For this purpose, additional and detailed boring and testing of the ground is carried out:
(i)  In-Situ Soil Testing (is carried out in order to find out in-situ behavior and characteristics of the ground) – These tests will be studied in good detail in Soil Mechanics
(ii) Detailed boring of the sub-surface rock only – Rotary Drilling and Coring is carried out
Depth of the ground-boring depends upon the type, size, life, purpose and area of the structure to be built
In many situations and projects, the final and practical decisions  
are made more on the basis of results of the field tests than results of the same ground-samples tested in the lab
Important Field Tests (Field Tests are also known as In-Situ Tests) Equipment of the first Four Tests is known as Penetrometer:
Standard Penetration Test (SPT)
Static Cone Penetration Test (CPT)
 Dynamic Cone Penetration Test (DCPT)
 Cone Penetrometer using Physical Phenomena
 Vane Shear Test
 Bearing Capacity Test
 
(i) Standard Penetration Test (SPT): Soil boring reports are not considered complete without the result of this test – a very important test
This test is carried out by driving a Standard Split Spoon Sampler (3 to 5 ft long, usually 3 ft long) inside an already made bore-hole, by usually a hydraulic hammer weighing 50 to 100 kg, usually 65 kg, dropping it through a height of half to one meter, usually ¾ of a meter i.e. 750 mm
The number of blows for every 75 mm penetration is counted until the sampler penetrates a depth of 450 mm. The result is divided into three sets of blows usually for every 150 mm penetration.
First set is neglected; second and third sets are reliable and taken into account. Number of blows for the last 300 mm are called N value for SPT. Chart showing N value for sand and soil:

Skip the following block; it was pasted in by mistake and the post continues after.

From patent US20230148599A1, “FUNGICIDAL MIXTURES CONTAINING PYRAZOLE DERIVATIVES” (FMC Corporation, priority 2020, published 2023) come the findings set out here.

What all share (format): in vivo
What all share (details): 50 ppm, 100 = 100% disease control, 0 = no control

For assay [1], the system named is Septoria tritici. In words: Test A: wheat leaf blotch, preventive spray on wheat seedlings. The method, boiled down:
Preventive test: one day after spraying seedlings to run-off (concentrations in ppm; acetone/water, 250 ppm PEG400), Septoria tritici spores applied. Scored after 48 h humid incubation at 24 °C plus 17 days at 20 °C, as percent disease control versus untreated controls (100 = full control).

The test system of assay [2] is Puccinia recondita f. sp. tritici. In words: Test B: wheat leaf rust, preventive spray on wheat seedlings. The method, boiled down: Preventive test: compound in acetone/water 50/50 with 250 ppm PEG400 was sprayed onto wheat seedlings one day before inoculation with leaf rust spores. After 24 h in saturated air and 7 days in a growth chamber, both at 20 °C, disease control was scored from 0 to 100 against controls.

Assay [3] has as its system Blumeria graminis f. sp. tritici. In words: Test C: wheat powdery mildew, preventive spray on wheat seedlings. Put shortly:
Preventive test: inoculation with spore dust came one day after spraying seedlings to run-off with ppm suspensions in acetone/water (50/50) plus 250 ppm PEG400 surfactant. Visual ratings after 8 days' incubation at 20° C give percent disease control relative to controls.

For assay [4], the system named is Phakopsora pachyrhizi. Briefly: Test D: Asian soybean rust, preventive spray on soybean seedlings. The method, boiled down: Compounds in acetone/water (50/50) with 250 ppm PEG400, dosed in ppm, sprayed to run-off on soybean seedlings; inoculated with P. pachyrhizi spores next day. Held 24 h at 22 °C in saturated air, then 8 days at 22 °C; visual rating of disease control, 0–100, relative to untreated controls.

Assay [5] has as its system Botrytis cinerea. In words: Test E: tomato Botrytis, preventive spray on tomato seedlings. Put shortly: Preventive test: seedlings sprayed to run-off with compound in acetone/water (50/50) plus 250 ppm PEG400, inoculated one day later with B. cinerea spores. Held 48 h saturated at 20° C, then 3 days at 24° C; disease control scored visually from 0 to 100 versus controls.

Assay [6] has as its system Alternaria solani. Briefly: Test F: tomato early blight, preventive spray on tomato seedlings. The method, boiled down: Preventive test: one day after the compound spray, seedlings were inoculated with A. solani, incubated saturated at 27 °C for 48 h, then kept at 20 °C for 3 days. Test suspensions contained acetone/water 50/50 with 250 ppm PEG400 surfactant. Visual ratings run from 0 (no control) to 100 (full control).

N Value        Consistency        Unconfined Compressive                         Strength
0 – 4             Very loose sand    Nil
10 – 30         Medium sand        Nil
> 50            Very dense sand    Nil
0 – 2             Very loose soil    Nil
4 – 8             Medium soil        10 N (=10 kN/m2)
8 – 15             Stiff soil        13.5 N
> 30             Very hard soil        > 20 N     (ii) Static Cone Penetration Test (CPT): Used for soft clays, silts and fine-sands only. In this test, pressure, denoted as Q(CPT) (usually expressed in kgf /cm2) required to push the cone of this equipment into the soil, is measured. This test is also known as Dutch Cone Penetration Test (but not called as DCPT which is Dynamic Cone Penetration Test)  Number of b
(iii) Dynamic Cone Penetration Test (DCPT):
Equipment consists of penetrating cone with Apical Angle of 60O
50 mm cone dia test without circulating bentonite, for simple investigation
65 mm cone dia test with circulating bentonite, for detailed investigation
50 mm cone dia test same as Standard Split Spoon Test i.e. SPT
65 kg hammer drops through 750 mm height
Number of blows for the cone to penetrate 300 mm is taken as Dynamic Cone Penetration Value: ND
Blows count is taken for every 100 mm penetration of the cone



About the author

muhammad-bilal-310

i am a student of civil engineering takes much interest in this field